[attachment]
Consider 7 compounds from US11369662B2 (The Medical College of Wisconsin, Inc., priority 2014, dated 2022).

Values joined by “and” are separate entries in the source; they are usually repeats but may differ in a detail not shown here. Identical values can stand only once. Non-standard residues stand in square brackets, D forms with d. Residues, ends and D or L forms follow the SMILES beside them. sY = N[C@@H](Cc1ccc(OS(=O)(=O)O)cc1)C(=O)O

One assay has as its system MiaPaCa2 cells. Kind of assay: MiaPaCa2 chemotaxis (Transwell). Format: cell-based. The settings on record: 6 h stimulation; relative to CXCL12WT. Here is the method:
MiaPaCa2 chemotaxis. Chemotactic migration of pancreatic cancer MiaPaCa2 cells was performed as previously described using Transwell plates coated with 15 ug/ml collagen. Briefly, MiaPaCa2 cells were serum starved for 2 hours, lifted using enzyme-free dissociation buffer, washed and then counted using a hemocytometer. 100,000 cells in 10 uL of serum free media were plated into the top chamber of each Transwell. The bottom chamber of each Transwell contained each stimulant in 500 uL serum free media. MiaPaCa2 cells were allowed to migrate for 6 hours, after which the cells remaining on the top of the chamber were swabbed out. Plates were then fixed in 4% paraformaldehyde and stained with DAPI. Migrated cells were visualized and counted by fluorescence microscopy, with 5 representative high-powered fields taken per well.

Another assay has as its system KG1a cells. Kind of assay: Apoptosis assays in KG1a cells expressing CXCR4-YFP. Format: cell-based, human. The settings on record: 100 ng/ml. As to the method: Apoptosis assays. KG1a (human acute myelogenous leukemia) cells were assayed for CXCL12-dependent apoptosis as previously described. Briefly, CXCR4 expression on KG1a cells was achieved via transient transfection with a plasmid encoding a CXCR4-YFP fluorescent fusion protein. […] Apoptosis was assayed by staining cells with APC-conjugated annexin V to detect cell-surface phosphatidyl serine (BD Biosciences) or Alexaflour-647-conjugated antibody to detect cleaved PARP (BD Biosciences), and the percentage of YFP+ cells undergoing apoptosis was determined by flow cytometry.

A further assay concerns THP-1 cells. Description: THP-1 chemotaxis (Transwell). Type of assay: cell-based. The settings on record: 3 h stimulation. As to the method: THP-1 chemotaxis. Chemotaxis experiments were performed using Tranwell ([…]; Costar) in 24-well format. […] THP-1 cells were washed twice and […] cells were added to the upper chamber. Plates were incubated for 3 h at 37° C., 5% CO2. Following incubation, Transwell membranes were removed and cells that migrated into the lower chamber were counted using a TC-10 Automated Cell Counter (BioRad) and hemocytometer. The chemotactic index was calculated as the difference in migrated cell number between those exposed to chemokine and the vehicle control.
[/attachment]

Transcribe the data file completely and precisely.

Consider 7 compounds from US11369662B2 (The Medical College of Wisconsin, Inc., priority 2014, dated 2022).

Values joined by “and” are separate entries in the source; they are usually repeats but may differ in a detail not shown here. Identical values can stand only once. Non-standard residues stand in square brackets, D forms with d. Residues, ends and D or L forms follow the SMILES beside them. sY = N[C@@H](Cc1ccc(OS(=O)(=O)O)cc1)C(=O)O

One assay has as its system MiaPaCa2 cells. Kind of assay: MiaPaCa2 chemotaxis (Transwell). Format: cell-based. The settings on record: 6 h stimulation; relative to CXCL12WT. Here is the method:
MiaPaCa2 chemotaxis. Chemotactic migration of pancreatic cancer MiaPaCa2 cells was performed as previously described using Transwell plates coated with 15 ug/ml collagen. Briefly, MiaPaCa2 cells were serum starved for 2 hours, lifted using enzyme-free dissociation buffer, washed and then counted using a hemocytometer. 100,000 cells in 10 uL of serum free media were plated into the top chamber of each Transwell. The bottom chamber of each Transwell contained each stimulant in 500 uL serum free media. MiaPaCa2 cells were allowed to migrate for 6 hours, after which the cells remaining on the top of the chamber were swabbed out. Plates were then fixed in 4% paraformaldehyde and stained with DAPI. Migrated cells were visualized and counted by fluorescence microscopy, with 5 representative high-powered fields taken per well.

Another assay has as its system KG1a cells. Kind of assay: Apoptosis assays in KG1a cells expressing CXCR4-YFP. Format: cell-based, human. The settings on record: 100 ng/ml. As to the method: Apoptosis assays. KG1a (human acute myelogenous leukemia) cells were assayed for CXCL12-dependent apoptosis as previously described. Briefly, CXCR4 expression on KG1a cells was achieved via transient transfection with a plasmid encoding a CXCR4-YFP fluorescent fusion protein. […] Apoptosis was assayed by staining cells with APC-conjugated annexin V to detect cell-surface phosphatidyl serine (BD Biosciences) or Alexaflour-647-conjugated antibody to detect cleaved PARP (BD Biosciences), and the percentage of YFP+ cells undergoing apoptosis was determined by flow cytometry.

A further assay concerns THP-1 cells. Description: THP-1 chemotaxis (Transwell). Type of assay: cell-based. The settings on record: 3 h stimulation. As to the method: THP-1 chemotaxis. Chemotaxis experiments were performed using Tranwell ([…]; Costar) in 24-well format. […] THP-1 cells were washed twice and […] cells were added to the upper chamber. Plates were incubated for 3 h at 37° C., 5% CO2. Following incubation, Transwell membranes were removed and cells that migrated into the lower chamber were counted using a TC-10 Automated Cell Counter (BioRad) and hemocytometer. The chemotactic index was calculated as the difference in migrated cell number between those exposed to chemokine and the vehicle control.